Derin Clark

Derin Clark

Online Reporter
Published: 13/11/2019

While the number of self-employed women is at an all-time high of 1.7 million, a new report has found that over a third (35%) are not contributing towards a retirement savings fund.

According to the Scottish Widows Women and Retirement Report, not only are many self-employed women not saving for retirement, but only 46% who are saving are managing to save the minimum recommended level. This compares to 56% of employed women and highlights the positive impact auto-enrolment has had on encouraging employed women to save more towards their retirement.

Last week, we reported that those who are self-employed are facing a £115,300 pension shortfall when they are set to retire. The good news for self-employed women who are saving for retirement is that the Scottish Widows report found that 46% who are saving at least the minimum adequate level are managing to save a rate of 16% of their income, which is higher than that being saved by self-employed men, who are saving an average of 14% of their income, and employed men and women (12% and 10%).

Jackie Leiper, pensions director at Scottish Widows, said: “A growing number of women are taking charge of their careers by launching their own business or working as freelancers – 700,000 have set up on their own since 2005, and 1.7 million women are now self-employed.

“This raises real concerns when we consider that women are historically underprepared for retirement and that self-employed women do not benefit from the safety net of auto-enrolment, which has helped boost female employees’ savings since its introduction.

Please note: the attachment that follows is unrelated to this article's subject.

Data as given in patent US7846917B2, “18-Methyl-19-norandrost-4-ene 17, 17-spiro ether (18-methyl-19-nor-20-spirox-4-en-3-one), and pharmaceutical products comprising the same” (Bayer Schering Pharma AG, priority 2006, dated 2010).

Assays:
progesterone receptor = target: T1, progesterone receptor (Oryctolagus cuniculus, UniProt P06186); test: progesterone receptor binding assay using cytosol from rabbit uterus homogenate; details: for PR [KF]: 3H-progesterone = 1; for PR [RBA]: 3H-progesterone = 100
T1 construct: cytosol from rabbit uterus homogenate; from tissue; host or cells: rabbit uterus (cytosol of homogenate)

“The good news is that when self-employed women do save adequately, they actually put more of their income aside than anyone else – but the proportion of female entrepreneurs saving at all has not grown in the past decade. It’s clear that reform is needed to drive a step-change in retirement preparations for the self-employed, in the same way that auto-enrolment has for employees in the workplace.”

Anna Lane, founder and CEO of The Wisdom Council, added: “Ambition is a major theme that shines through from the women I work with and this is reflected in the increasing number of female entrepreneurs. There is a disconnect however with their aspirations and how it will be realised financially, with few having even considered anything other than personal savings to start their own business.

“Thirty per cent of businesses fail in the first two years and so this risk paired with the risk of not putting money aside for the future is a double-edged sword often faced by female entrepreneurs. In fact, many women I talk to see their business as their retirement fund.

“We need to see more flexibility and innovation in long-term savings propositions that acknowledge the different earning patterns of the self-employed. We must recognise that this group is often more focused on annual tax returns as a point when income is known for the year and be open to reviewing other tax incentives to encourage saving.”

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